I really liked W.D. Valgardson’s What the Bear Said: Skald Tales of New Iceland. It’s a collection of short stories about Icelanders, most of whom are living on the edge of Lake Winnipeg, but some happen back in Iceland. There are faeries and a sturgeon that looks out for the woman who saved it and good deeds going unnoticed by all but the being who matters and bad deeds being punished.
It was like a fairy tale book, but one set in the world I recognize. (I wish Mennonites had a tradition of magical tales so I could be digging these out of my own heritage. I guess martyrs’ stories are our equivalent? Lame.)
Tender Morsels is Margo Lanagan’s fairy tale that doesn’t feel like a fairy tale because of how terribly it begins. [TRIGGER WARNING] Liga is raped by her father in their cottage in the woods repeatedly and the third time he gets her pregnant he’s killed on his way home to give her the abortion weeds. And then after she’s given birth to a daughter she’s raped by a bunch of the town boys.
So yes, dark.
That terrible horrible beginning is so important for the rest of the book though, which is about Liga protecting her daughters and her daughters trying to find their own ways in the world. It’s so good. Each of the women, Liga and her two daughters, have very different ways of dealing with the world and the story of how they do this is deep and affecting. It doesn’t have the same sense of fun with the grimness of the fairy-tale that A Tale Dark and Grimm does, and it’s written for a much older audience.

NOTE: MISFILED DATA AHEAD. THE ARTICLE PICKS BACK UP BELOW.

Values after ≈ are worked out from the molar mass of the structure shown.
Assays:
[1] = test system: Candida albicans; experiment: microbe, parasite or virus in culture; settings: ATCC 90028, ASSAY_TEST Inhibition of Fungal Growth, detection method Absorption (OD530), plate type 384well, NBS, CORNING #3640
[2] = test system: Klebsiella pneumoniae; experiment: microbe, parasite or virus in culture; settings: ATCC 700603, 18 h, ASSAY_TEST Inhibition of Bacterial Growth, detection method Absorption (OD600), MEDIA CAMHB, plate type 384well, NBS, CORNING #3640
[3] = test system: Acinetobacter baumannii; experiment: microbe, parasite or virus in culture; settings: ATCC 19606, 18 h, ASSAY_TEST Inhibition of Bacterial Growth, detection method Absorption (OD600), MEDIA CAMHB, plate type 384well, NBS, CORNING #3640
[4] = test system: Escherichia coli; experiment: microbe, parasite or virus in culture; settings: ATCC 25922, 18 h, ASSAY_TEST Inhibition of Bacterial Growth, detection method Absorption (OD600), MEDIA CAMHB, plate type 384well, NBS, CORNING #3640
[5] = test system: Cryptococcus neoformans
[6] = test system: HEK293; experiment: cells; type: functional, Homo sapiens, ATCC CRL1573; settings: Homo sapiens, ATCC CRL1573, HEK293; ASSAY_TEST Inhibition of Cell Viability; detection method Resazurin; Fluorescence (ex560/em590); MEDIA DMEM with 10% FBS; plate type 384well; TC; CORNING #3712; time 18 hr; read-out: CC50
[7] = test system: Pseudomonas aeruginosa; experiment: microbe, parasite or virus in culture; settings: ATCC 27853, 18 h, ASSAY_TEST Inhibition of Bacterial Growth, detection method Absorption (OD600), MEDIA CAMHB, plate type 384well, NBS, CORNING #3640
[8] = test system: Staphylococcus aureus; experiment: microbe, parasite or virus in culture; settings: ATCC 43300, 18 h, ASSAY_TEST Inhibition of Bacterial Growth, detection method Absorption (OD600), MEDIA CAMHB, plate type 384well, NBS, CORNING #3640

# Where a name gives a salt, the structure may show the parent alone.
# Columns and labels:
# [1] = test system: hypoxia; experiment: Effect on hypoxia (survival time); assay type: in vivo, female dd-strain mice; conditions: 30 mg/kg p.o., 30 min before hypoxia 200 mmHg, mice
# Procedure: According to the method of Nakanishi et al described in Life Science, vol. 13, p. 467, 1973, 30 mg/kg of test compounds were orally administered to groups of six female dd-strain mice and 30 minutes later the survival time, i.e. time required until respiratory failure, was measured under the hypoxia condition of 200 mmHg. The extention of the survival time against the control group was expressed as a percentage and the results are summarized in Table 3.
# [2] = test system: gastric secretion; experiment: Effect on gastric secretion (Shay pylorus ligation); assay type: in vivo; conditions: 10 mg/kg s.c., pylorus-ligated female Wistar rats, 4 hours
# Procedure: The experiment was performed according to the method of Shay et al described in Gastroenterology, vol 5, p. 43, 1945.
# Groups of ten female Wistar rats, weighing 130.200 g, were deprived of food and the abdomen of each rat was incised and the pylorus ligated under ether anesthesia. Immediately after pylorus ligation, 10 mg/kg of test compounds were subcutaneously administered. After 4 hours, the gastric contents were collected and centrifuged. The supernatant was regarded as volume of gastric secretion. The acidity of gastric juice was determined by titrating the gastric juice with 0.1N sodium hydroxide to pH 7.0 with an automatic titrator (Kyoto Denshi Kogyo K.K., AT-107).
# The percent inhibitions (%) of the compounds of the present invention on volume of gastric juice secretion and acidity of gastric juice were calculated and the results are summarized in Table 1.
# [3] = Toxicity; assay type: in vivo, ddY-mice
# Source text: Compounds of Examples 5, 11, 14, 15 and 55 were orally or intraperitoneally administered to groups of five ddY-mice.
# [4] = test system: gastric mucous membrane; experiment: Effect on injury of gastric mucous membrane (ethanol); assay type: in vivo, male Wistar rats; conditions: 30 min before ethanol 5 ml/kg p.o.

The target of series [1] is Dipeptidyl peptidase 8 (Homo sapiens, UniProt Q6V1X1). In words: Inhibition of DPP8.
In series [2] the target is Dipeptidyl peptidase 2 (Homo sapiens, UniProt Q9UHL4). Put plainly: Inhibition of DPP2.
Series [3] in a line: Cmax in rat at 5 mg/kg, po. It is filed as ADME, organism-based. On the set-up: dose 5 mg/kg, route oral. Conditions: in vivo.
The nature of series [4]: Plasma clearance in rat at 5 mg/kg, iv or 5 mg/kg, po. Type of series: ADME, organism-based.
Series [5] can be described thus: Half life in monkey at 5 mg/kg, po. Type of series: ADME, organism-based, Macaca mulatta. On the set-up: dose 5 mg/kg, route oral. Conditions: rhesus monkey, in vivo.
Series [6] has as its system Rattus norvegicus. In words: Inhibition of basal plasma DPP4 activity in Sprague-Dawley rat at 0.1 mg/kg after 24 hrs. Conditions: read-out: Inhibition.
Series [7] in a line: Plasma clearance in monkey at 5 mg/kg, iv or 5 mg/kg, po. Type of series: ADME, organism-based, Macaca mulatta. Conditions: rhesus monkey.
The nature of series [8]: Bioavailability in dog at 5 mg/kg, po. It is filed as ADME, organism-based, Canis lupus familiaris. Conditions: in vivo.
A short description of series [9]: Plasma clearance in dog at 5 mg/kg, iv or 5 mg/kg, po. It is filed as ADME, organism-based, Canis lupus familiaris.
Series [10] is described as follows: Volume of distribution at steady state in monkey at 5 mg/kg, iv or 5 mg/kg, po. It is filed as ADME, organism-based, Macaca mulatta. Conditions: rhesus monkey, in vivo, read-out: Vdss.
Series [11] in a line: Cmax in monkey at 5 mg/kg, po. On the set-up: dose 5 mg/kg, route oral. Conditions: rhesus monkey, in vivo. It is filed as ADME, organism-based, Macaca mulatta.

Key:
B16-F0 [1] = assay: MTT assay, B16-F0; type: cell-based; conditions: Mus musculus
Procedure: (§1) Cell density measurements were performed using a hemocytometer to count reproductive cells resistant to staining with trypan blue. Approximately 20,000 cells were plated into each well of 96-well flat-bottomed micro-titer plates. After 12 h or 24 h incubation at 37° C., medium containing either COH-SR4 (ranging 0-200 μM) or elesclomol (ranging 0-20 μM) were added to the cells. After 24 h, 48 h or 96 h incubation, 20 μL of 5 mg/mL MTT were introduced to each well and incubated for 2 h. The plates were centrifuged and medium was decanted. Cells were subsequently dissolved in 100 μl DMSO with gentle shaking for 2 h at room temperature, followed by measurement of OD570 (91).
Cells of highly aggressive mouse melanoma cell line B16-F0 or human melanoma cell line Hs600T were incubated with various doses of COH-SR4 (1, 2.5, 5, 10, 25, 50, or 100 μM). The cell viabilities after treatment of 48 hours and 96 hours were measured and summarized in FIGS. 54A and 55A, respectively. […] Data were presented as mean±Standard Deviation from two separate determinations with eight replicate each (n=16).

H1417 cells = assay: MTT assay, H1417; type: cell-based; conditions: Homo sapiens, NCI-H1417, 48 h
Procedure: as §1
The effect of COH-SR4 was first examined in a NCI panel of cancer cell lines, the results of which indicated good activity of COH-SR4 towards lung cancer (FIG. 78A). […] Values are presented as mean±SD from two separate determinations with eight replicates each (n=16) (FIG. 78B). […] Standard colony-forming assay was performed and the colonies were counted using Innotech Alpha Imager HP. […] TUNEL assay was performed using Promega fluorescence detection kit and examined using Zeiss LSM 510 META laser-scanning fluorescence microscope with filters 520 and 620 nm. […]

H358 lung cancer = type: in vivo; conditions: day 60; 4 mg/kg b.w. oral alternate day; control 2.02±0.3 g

Alex Gidwitz’s A Tale Dark and Grimm is a retelling of a bunch of Grimm’s fairy tales, but pulled together into a single narrative about Hansel and Gretel, who are siblings who have to deal with a great number of terrible parental figures. It’s written for a modern audience and doesn’t shy away from the violence in these stories (Hansel and Gretel get their heads cut off in the first chapter to bring their father’s faithful servant back to life).
One of the best parts about the story is the narrator, who helpfully tells you when the really little kids should leave the room, and gives them a good number of false happy endings (much like Emily Gravett’s Wolves picturebook). The narrator also talks about when we’ve reached the sad part of the book and tells the reader how to pronounce names and commiserates with the readers about the sometimes inexplicable things that happen (like when Gretel has to cut off her finger to open a door because they lost the key).
The narrator is like a built in commentary for reading the book aloud to a kid. It’s the kind of stuff I’d like to be able to extemporize when reading fairy tales, but having it actually written makes it much more clever (and less repetitive than I’d be).
So yes, this is an excellent fairy-tale retelling. Bloody and heroic and filled with the agency of children. Great stuff.